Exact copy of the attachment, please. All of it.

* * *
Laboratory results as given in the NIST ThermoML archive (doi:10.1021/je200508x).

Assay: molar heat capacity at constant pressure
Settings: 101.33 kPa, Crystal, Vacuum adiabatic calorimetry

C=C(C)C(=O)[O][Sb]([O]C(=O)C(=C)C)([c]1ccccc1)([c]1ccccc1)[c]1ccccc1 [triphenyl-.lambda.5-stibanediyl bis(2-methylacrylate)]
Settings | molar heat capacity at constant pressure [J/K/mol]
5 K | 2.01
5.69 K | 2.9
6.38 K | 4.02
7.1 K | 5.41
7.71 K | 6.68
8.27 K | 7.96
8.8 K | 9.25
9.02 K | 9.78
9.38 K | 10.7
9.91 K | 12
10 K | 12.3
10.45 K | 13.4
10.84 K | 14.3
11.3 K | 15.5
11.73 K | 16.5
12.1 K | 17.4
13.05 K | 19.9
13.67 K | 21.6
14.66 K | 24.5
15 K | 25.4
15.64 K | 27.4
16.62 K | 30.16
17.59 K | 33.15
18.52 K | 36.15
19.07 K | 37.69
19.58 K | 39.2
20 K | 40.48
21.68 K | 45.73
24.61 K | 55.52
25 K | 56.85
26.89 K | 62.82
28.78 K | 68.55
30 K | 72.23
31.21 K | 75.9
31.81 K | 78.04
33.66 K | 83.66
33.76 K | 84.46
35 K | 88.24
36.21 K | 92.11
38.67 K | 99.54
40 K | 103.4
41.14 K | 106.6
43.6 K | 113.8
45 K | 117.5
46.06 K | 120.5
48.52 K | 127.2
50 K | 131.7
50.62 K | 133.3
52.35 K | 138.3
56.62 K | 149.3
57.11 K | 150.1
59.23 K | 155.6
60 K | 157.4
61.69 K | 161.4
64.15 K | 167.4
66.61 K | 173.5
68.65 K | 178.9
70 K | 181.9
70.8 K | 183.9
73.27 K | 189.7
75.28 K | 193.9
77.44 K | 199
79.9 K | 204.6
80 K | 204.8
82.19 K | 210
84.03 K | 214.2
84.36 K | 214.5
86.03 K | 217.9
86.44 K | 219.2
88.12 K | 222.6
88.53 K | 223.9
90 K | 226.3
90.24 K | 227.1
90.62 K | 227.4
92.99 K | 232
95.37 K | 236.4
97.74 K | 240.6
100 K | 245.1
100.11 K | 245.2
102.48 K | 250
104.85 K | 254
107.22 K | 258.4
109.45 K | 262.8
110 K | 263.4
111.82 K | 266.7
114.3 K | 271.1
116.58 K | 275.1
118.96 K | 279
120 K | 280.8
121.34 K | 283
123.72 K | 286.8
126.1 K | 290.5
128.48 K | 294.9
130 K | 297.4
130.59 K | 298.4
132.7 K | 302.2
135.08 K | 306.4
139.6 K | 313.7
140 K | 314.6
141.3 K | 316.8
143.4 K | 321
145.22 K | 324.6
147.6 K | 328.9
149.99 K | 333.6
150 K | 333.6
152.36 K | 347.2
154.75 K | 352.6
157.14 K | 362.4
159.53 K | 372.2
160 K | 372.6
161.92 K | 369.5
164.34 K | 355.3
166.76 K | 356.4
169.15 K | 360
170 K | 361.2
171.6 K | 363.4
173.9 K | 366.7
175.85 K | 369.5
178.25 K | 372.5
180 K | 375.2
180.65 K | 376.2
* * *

Laboratory results as given in the NIST ThermoML archive (doi:10.1021/je200508x).

Assay: molar heat capacity at constant pressure
Settings: 101.33 kPa, Crystal, Vacuum adiabatic calorimetry

C=C(C)C(=O)[O][Sb]([O]C(=O)C(=C)C)([c]1ccccc1)([c]1ccccc1)[c]1ccccc1 [triphenyl-.lambda.5-stibanediyl bis(2-methylacrylate)]
Settings | molar heat capacity at constant pressure [J/K/mol]
5 K | 2.01
5.69 K | 2.9
6.38 K | 4.02
7.1 K | 5.41
7.71 K | 6.68
8.27 K | 7.96
8.8 K | 9.25
9.02 K | 9.78
9.38 K | 10.7
9.91 K | 12
10 K | 12.3
10.45 K | 13.4
10.84 K | 14.3
11.3 K | 15.5
11.73 K | 16.5
12.1 K | 17.4
13.05 K | 19.9
13.67 K | 21.6
14.66 K | 24.5
15 K | 25.4
15.64 K | 27.4
16.62 K | 30.16
17.59 K | 33.15
18.52 K | 36.15
19.07 K | 37.69
19.58 K | 39.2
20 K | 40.48
21.68 K | 45.73
24.61 K | 55.52
25 K | 56.85
26.89 K | 62.82
28.78 K | 68.55
30 K | 72.23
31.21 K | 75.9
31.81 K | 78.04
33.66 K | 83.66
33.76 K | 84.46
35 K | 88.24
36.21 K | 92.11
38.67 K | 99.54
40 K | 103.4
41.14 K | 106.6
43.6 K | 113.8
45 K | 117.5
46.06 K | 120.5
48.52 K | 127.2
50 K | 131.7
50.62 K | 133.3
52.35 K | 138.3
56.62 K | 149.3
57.11 K | 150.1
59.23 K | 155.6
60 K | 157.4
61.69 K | 161.4
64.15 K | 167.4
66.61 K | 173.5
68.65 K | 178.9
70 K | 181.9
70.8 K | 183.9
73.27 K | 189.7
75.28 K | 193.9
77.44 K | 199
79.9 K | 204.6
80 K | 204.8
82.19 K | 210
84.03 K | 214.2
84.36 K | 214.5
86.03 K | 217.9
86.44 K | 219.2
88.12 K | 222.6
88.53 K | 223.9
90 K | 226.3
90.24 K | 227.1
90.62 K | 227.4
92.99 K | 232
95.37 K | 236.4
97.74 K | 240.6
100 K | 245.1
100.11 K | 245.2
102.48 K | 250
104.85 K | 254
107.22 K | 258.4
109.45 K | 262.8
110 K | 263.4
111.82 K | 266.7
114.3 K | 271.1
116.58 K | 275.1
118.96 K | 279
120 K | 280.8
121.34 K | 283
123.72 K | 286.8
126.1 K | 290.5
128.48 K | 294.9
130 K | 297.4
130.59 K | 298.4
132.7 K | 302.2
135.08 K | 306.4
139.6 K | 313.7
140 K | 314.6
141.3 K | 316.8
143.4 K | 321
145.22 K | 324.6
147.6 K | 328.9
149.99 K | 333.6
150 K | 333.6
152.36 K | 347.2
154.75 K | 352.6
157.14 K | 362.4
159.53 K | 372.2
160 K | 372.6
161.92 K | 369.5
164.34 K | 355.3
166.76 K | 356.4
169.15 K | 360
170 K | 361.2
171.6 K | 363.4
173.9 K | 366.7
175.85 K | 369.5
178.25 K | 372.5
180 K | 375.2
180.65 K | 376.2